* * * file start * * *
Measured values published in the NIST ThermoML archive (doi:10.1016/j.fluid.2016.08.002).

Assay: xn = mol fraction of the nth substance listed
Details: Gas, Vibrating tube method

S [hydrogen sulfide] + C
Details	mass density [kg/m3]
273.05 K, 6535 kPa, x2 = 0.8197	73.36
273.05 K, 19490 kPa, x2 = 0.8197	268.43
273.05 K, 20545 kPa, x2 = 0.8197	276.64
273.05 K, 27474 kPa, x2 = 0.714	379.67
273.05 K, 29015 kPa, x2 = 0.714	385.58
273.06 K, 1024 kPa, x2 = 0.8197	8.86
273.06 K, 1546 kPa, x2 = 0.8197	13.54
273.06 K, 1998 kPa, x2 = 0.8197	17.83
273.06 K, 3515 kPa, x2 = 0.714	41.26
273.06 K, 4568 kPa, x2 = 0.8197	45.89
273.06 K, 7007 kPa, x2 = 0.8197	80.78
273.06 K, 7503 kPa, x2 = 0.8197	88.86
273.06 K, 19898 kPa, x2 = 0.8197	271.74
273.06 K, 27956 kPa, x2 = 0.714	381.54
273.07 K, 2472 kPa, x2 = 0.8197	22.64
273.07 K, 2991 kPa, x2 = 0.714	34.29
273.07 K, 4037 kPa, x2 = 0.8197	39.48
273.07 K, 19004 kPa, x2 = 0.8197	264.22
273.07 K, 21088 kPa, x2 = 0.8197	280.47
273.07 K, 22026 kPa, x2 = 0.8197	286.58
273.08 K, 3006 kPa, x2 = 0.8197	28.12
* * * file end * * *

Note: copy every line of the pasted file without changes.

Measured values published in the NIST ThermoML archive (doi:10.1016/j.fluid.2016.08.002).

Assay: xn = mol fraction of the nth substance listed
Details: Gas, Vibrating tube method

S [hydrogen sulfide] + C
Details	mass density [kg/m3]
273.05 K, 6535 kPa, x2 = 0.8197	73.36
273.05 K, 19490 kPa, x2 = 0.8197	268.43
273.05 K, 20545 kPa, x2 = 0.8197	276.64
273.05 K, 27474 kPa, x2 = 0.714	379.67
273.05 K, 29015 kPa, x2 = 0.714	385.58
273.06 K, 1024 kPa, x2 = 0.8197	8.86
273.06 K, 1546 kPa, x2 = 0.8197	13.54
273.06 K, 1998 kPa, x2 = 0.8197	17.83
273.06 K, 3515 kPa, x2 = 0.714	41.26
273.06 K, 4568 kPa, x2 = 0.8197	45.89
273.06 K, 7007 kPa, x2 = 0.8197	80.78
273.06 K, 7503 kPa, x2 = 0.8197	88.86
273.06 K, 19898 kPa, x2 = 0.8197	271.74
273.06 K, 27956 kPa, x2 = 0.714	381.54
273.07 K, 2472 kPa, x2 = 0.8197	22.64
273.07 K, 2991 kPa, x2 = 0.714	34.29
273.07 K, 4037 kPa, x2 = 0.8197	39.48
273.07 K, 19004 kPa, x2 = 0.8197	264.22
273.07 K, 21088 kPa, x2 = 0.8197	280.47
273.07 K, 22026 kPa, x2 = 0.8197	286.58
273.08 K, 3006 kPa, x2 = 0.8197	28.12